Coal Ash Contamination Found at Major Coal Plants


New filings with the Environmental Protection Agency reveal groundwater contamination has been discovered at numerous utility sites of unlined coal ash ponds at coal-burning power plants.

The contamination is reported at dozens of plants owned by major utilities such as AEP, Duke Energy, Xcel Energy, the Tennessee Valley Authority and others that complied with filings and made them as of last Friday. Some of the pits show signs of radioactivity levels several  times higher than federal drinking water standards.

The EPA, under the Obama administration ordered monitoring wells to be drilled at the unlined pits and ponds and required annual reports to be filed.

So far, no reports have been filed showing such contamination  at the six such sites in Oklahoma. However, the filings might not have been made.

Oklahoma has such pits at OGE’s Sooner Plant at Red Rock, the Hugo plant at Fort Towson, the Muskogee Plant at Fort Gibson, Northeastern at Oologah, GRDA plant at Chouteau and the Big Fork Ranch plant at Ponca City.

The Northeastern plant’s coal ash pits at Oologah had previously been listed as being contaminated with such pollutants as arsenic, barium, chromium, lead, selenium, vanadium, thallium, sulfate and high pH.

Three other sites with problems are across the state lines with Arkansas, Kansas and Missouri. The Riverton Power station at Riverton, Kansas, owned by the Empire District Electric Company had an ash disposal bond considered by the EPA to be in poor condition.

A similar report was made for the Asbury Power plant in Asbury, Missouri, again an operation  owned by Empire District. The Flint Creek Plant at Gentry, Arkansas was also listed as a problem. Its owner is SWEPCVO/AEP/Arkansas.

According to Earthjustice, which analyzed Duke Energy’s results, there were “startlingly high levels of radioactivity at 11 out of 18 plants.” And the environmental advocacy group also says Duke appears to have taken steps to obscure the findings by not summarizing its groundwater monitoring results in a table, as is customary.

Earthjustice Senior Attorney Lisa Evans said the utility included them in more than 20,000 pages of lab results.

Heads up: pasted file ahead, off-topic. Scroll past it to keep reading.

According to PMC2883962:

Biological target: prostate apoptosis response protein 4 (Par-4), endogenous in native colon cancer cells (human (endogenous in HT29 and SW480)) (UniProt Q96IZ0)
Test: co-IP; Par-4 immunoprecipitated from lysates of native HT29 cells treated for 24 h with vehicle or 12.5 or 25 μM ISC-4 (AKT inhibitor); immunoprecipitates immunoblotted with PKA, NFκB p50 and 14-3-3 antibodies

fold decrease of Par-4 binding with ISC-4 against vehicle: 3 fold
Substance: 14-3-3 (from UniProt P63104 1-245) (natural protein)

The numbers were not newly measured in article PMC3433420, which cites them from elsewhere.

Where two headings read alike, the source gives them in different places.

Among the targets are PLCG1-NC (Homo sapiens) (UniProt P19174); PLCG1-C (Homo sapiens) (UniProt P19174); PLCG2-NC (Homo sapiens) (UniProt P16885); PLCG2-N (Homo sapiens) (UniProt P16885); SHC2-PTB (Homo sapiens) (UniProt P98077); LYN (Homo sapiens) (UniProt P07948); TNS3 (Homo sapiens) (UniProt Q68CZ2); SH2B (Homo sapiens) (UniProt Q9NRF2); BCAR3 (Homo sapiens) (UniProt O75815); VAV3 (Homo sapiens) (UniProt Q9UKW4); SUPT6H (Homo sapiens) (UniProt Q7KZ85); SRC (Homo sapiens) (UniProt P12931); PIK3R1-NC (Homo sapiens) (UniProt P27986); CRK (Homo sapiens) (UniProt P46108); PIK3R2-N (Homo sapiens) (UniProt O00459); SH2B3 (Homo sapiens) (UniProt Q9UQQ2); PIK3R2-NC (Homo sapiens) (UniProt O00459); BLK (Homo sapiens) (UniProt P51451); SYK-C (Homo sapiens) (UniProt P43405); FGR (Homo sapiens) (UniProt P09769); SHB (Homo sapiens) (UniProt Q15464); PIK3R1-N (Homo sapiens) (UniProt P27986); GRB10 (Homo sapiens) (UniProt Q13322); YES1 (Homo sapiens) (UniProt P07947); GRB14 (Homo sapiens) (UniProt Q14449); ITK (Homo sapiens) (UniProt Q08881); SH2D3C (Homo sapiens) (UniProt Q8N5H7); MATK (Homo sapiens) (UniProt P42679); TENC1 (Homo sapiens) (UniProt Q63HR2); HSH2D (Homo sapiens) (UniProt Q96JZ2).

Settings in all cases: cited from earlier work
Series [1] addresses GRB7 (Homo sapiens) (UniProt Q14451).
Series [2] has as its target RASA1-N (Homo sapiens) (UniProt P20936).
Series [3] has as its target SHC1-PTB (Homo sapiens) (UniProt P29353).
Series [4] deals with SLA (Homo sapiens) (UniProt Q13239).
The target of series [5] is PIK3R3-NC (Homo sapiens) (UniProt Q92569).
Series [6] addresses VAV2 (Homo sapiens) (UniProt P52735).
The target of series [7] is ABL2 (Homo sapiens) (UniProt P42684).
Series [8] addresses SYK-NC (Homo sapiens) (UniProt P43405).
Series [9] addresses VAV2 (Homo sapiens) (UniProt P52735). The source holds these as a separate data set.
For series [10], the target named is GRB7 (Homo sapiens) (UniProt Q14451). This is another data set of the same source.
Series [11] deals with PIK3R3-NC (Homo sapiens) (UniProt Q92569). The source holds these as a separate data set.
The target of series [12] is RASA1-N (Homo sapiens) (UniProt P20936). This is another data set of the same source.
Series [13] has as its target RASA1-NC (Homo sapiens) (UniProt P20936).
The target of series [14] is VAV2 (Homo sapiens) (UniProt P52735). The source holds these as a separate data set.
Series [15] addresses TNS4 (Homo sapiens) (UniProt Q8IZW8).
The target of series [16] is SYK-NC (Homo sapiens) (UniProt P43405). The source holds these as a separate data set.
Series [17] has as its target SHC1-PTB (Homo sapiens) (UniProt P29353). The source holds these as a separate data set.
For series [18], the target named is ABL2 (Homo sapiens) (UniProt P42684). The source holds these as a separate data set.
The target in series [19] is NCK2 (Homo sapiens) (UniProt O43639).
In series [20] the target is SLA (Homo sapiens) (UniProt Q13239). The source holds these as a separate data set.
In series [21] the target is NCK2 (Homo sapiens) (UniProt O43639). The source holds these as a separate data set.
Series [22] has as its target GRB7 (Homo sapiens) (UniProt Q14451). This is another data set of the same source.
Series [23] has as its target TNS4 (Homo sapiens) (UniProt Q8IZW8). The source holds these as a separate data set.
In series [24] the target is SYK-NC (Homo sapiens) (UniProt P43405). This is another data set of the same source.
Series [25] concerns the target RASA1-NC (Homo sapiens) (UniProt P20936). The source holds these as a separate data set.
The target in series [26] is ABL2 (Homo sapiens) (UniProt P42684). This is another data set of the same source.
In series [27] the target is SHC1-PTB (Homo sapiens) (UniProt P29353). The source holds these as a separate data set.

“There’s no dispute that the underlying groundwater is being contaminated. We see that clearly,” said Duke University professor Avner Vengosh, who researches the effects of coal ash and has reviewed some of the new data. “The real question is whether it’s migrating toward people or wells next to (coal plants).”

Vengosh added that the discovery at some sites of radium at levels far exceeding drinking water standards — which can increase the risk of cancer — were of particular concern. It appears to mark the first time coal ash has been associated with radioactivity in groundwater, he said.

Duke Energy spokeswoman Erin Culbert noted that government-sponsored research has shown most coal ash does not have radioactive elements. She said the elevated radium levels reported at some Duke plants reflected raw data that had not been analyzed to determine if the contamination was naturally occurring or came from another source.


U.S. coal plants produce about 100 million tons annually of ash and other waste, much of which ends up in unlined disposal ponds prone to leak. Some have been in use for decades.

Mark McCullough, executive vice president at AEP, said the company needed more data to decide which sites will need to close.

“These (monitoring) wells that are close to the sites are telling us something, and we are committed to doing the hard work and to understand where the real source is and what it is,” McCullough said.